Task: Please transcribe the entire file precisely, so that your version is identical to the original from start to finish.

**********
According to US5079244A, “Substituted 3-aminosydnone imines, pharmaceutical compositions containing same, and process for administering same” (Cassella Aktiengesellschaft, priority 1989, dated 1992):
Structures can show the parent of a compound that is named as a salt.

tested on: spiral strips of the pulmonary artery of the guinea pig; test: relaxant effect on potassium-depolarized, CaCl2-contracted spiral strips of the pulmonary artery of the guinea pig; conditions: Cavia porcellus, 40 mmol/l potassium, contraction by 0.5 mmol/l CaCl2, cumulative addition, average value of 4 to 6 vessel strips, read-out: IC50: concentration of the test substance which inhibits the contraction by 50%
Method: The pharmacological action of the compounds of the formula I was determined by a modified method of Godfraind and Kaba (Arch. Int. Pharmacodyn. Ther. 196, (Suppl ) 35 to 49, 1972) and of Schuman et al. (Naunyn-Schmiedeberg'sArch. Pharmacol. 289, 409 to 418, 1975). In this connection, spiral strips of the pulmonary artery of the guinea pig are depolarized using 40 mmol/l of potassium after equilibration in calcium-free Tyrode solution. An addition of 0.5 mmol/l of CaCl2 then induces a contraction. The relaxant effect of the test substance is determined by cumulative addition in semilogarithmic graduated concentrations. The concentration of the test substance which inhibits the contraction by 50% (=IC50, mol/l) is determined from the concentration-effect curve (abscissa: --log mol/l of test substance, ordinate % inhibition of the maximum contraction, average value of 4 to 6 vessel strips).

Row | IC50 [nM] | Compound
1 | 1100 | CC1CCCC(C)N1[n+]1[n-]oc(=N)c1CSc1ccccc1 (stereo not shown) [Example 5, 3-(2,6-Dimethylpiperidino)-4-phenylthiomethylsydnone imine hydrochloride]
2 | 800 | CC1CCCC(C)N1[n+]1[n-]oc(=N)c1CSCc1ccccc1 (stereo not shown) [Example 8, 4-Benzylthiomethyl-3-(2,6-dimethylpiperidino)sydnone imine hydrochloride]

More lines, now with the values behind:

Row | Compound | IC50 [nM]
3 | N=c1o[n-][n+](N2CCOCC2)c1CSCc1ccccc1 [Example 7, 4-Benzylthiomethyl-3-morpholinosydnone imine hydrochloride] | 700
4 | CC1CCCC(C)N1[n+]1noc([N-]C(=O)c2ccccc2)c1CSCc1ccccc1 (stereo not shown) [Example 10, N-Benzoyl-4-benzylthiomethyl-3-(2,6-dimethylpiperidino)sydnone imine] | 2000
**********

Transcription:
According to US5079244A, “Substituted 3-aminosydnone imines, pharmaceutical compositions containing same, and process for administering same” (Cassella Aktiengesellschaft, priority 1989, dated 1992):
Structures can show the parent of a compound that is named as a salt.

tested on: spiral strips of the pulmonary artery of the guinea pig; test: relaxant effect on potassium-depolarized, CaCl2-contracted spiral strips of the pulmonary artery of the guinea pig; conditions: Cavia porcellus, 40 mmol/l potassium, contraction by 0.5 mmol/l CaCl2, cumulative addition, average value of 4 to 6 vessel strips, read-out: IC50: concentration of the test substance which inhibits the contraction by 50%
Method: The pharmacological action of the compounds of the formula I was determined by a modified method of Godfraind and Kaba (Arch. Int. Pharmacodyn. Ther. 196, (Suppl ) 35 to 49, 1972) and of Schuman et al. (Naunyn-Schmiedeberg'sArch. Pharmacol. 289, 409 to 418, 1975). In this connection, spiral strips of the pulmonary artery of the guinea pig are depolarized using 40 mmol/l of potassium after equilibration in calcium-free Tyrode solution. An addition of 0.5 mmol/l of CaCl2 then induces a contraction. The relaxant effect of the test substance is determined by cumulative addition in semilogarithmic graduated concentrations. The concentration of the test substance which inhibits the contraction by 50% (=IC50, mol/l) is determined from the concentration-effect curve (abscissa: --log mol/l of test substance, ordinate % inhibition of the maximum contraction, average value of 4 to 6 vessel strips).

Row | IC50 [nM] | Compound
1 | 1100 | CC1CCCC(C)N1[n+]1[n-]oc(=N)c1CSc1ccccc1 (stereo not shown) [Example 5, 3-(2,6-Dimethylpiperidino)-4-phenylthiomethylsydnone imine hydrochloride]
2 | 800 | CC1CCCC(C)N1[n+]1[n-]oc(=N)c1CSCc1ccccc1 (stereo not shown) [Example 8, 4-Benzylthiomethyl-3-(2,6-dimethylpiperidino)sydnone imine hydrochloride]

More lines, now with the values behind:

Row | Compound | IC50 [nM]
3 | N=c1o[n-][n+](N2CCOCC2)c1CSCc1ccccc1 [Example 7, 4-Benzylthiomethyl-3-morpholinosydnone imine hydrochloride] | 700
4 | CC1CCCC(C)N1[n+]1noc([N-]C(=O)c2ccccc2)c1CSCc1ccccc1 (stereo not shown) [Example 10, N-Benzoyl-4-benzylthiomethyl-3-(2,6-dimethylpiperidino)sydnone imine] | 2000